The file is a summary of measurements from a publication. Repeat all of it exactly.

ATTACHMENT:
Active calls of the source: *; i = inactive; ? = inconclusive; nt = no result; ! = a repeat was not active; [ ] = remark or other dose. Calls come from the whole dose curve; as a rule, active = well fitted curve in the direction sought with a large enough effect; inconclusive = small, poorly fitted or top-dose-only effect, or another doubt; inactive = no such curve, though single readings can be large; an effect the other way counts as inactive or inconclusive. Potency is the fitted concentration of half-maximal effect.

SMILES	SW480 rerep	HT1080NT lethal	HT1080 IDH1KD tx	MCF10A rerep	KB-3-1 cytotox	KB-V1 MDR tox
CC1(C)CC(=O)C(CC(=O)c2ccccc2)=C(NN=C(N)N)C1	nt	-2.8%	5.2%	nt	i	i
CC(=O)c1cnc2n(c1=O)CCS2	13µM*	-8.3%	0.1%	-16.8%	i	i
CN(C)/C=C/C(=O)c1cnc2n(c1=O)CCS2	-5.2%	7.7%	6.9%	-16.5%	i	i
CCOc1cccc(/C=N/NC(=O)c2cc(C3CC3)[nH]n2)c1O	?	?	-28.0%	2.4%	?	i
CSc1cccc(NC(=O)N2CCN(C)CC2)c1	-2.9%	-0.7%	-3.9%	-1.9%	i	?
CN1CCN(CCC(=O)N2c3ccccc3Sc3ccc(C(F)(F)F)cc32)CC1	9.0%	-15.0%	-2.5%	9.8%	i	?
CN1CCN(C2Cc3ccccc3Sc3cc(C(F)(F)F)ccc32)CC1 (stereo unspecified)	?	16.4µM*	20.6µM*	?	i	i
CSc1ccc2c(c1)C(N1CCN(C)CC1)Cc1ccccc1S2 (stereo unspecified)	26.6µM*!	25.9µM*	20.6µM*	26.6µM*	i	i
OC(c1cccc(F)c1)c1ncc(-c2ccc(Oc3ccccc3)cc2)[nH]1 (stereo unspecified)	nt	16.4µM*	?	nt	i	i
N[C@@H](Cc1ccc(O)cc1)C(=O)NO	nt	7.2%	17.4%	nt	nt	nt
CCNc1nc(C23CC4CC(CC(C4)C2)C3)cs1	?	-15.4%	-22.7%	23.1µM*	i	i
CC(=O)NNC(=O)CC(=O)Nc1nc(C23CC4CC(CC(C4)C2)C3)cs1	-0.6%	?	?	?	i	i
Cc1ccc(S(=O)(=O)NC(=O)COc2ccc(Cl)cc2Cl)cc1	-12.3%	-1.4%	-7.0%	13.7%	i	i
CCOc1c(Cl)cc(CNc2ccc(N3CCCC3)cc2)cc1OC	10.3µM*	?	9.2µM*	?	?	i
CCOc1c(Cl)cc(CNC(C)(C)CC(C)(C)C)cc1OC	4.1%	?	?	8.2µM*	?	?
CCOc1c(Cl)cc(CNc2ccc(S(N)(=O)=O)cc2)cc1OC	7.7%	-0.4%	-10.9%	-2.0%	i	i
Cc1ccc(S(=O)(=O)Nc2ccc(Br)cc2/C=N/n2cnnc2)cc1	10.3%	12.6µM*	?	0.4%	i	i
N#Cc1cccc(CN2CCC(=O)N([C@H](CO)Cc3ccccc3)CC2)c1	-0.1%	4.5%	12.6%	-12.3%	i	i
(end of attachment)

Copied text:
Active calls of the source: *; i = inactive; ? = inconclusive; nt = no result; ! = a repeat was not active; [ ] = remark or other dose. Calls come from the whole dose curve; as a rule, active = well fitted curve in the direction sought with a large enough effect; inconclusive = small, poorly fitted or top-dose-only effect, or another doubt; inactive = no such curve, though single readings can be large; an effect the other way counts as inactive or inconclusive. Potency is the fitted concentration of half-maximal effect.

SMILES	SW480 rerep	HT1080NT lethal	HT1080 IDH1KD tx	MCF10A rerep	KB-3-1 cytotox	KB-V1 MDR tox
CC1(C)CC(=O)C(CC(=O)c2ccccc2)=C(NN=C(N)N)C1	nt	-2.8%	5.2%	nt	i	i
CC(=O)c1cnc2n(c1=O)CCS2	13µM*	-8.3%	0.1%	-16.8%	i	i
CN(C)/C=C/C(=O)c1cnc2n(c1=O)CCS2	-5.2%	7.7%	6.9%	-16.5%	i	i
CCOc1cccc(/C=N/NC(=O)c2cc(C3CC3)[nH]n2)c1O	?	?	-28.0%	2.4%	?	i
CSc1cccc(NC(=O)N2CCN(C)CC2)c1	-2.9%	-0.7%	-3.9%	-1.9%	i	?
CN1CCN(CCC(=O)N2c3ccccc3Sc3ccc(C(F)(F)F)cc32)CC1	9.0%	-15.0%	-2.5%	9.8%	i	?
CN1CCN(C2Cc3ccccc3Sc3cc(C(F)(F)F)ccc32)CC1 (stereo unspecified)	?	16.4µM*	20.6µM*	?	i	i
CSc1ccc2c(c1)C(N1CCN(C)CC1)Cc1ccccc1S2 (stereo unspecified)	26.6µM*!	25.9µM*	20.6µM*	26.6µM*	i	i
OC(c1cccc(F)c1)c1ncc(-c2ccc(Oc3ccccc3)cc2)[nH]1 (stereo unspecified)	nt	16.4µM*	?	nt	i	i
N[C@@H](Cc1ccc(O)cc1)C(=O)NO	nt	7.2%	17.4%	nt	nt	nt
CCNc1nc(C23CC4CC(CC(C4)C2)C3)cs1	?	-15.4%	-22.7%	23.1µM*	i	i
CC(=O)NNC(=O)CC(=O)Nc1nc(C23CC4CC(CC(C4)C2)C3)cs1	-0.6%	?	?	?	i	i
Cc1ccc(S(=O)(=O)NC(=O)COc2ccc(Cl)cc2Cl)cc1	-12.3%	-1.4%	-7.0%	13.7%	i	i
CCOc1c(Cl)cc(CNc2ccc(N3CCCC3)cc2)cc1OC	10.3µM*	?	9.2µM*	?	?	i
CCOc1c(Cl)cc(CNC(C)(C)CC(C)(C)C)cc1OC	4.1%	?	?	8.2µM*	?	?
CCOc1c(Cl)cc(CNc2ccc(S(N)(=O)=O)cc2)cc1OC	7.7%	-0.4%	-10.9%	-2.0%	i	i
Cc1ccc(S(=O)(=O)Nc2ccc(Br)cc2/C=N/n2cnnc2)cc1	10.3%	12.6µM*	?	0.4%	i	i
N#Cc1cccc(CN2CCC(=O)N([C@H](CO)Cc3ccccc3)CC2)c1	-0.1%	4.5%	12.6%	-12.3%	i	i